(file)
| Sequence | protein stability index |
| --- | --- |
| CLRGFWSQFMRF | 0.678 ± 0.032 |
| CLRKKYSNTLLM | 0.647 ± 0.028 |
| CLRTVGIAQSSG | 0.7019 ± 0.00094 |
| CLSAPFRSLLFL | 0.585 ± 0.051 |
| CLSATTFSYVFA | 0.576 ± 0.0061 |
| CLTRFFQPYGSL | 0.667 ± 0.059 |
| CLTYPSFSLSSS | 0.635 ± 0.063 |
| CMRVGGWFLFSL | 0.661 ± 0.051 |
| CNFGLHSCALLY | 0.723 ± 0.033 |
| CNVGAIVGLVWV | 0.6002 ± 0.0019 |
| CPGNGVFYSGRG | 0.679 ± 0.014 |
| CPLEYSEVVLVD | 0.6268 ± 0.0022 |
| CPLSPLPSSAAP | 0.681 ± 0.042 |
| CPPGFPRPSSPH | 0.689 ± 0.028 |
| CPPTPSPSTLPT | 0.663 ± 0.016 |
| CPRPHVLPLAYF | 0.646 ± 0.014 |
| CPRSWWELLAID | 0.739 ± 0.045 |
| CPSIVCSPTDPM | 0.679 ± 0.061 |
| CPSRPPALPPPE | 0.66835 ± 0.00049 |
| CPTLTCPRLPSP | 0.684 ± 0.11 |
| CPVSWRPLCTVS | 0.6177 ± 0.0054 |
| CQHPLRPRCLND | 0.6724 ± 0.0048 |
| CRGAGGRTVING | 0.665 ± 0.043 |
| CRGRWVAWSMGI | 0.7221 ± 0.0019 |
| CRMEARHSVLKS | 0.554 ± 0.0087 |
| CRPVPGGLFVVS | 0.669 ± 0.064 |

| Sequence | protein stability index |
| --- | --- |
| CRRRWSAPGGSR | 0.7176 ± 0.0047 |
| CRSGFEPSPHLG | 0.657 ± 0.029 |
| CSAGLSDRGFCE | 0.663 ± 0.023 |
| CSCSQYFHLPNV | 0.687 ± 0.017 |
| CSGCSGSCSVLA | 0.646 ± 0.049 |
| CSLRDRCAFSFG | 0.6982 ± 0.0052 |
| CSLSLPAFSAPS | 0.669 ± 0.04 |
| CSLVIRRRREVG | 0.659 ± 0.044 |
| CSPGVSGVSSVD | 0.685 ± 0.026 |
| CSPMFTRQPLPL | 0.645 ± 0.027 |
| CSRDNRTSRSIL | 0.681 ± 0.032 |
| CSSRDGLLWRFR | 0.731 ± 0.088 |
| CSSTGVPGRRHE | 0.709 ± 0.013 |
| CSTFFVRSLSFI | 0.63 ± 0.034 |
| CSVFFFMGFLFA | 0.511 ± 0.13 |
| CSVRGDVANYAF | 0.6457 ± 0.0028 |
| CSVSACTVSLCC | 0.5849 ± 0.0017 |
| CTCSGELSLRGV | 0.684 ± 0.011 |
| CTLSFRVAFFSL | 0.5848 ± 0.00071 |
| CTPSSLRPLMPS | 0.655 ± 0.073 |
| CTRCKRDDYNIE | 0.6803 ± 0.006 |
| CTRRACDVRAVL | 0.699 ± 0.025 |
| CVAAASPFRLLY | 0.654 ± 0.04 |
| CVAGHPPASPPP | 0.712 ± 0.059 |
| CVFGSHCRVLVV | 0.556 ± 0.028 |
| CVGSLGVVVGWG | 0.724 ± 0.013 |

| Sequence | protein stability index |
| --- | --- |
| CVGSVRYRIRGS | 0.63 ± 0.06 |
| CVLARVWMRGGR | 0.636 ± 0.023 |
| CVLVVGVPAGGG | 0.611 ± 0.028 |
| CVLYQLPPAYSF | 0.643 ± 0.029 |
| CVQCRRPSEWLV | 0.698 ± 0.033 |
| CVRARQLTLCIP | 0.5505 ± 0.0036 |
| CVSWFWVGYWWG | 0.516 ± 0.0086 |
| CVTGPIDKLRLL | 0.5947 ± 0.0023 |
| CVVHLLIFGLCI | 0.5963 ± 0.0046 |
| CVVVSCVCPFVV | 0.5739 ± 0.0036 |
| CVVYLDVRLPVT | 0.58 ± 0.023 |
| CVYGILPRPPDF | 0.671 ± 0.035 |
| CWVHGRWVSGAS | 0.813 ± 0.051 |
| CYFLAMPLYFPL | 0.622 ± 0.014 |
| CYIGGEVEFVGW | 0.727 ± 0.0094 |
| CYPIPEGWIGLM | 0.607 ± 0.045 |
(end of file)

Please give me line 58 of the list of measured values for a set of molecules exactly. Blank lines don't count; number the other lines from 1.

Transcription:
| --- | --- |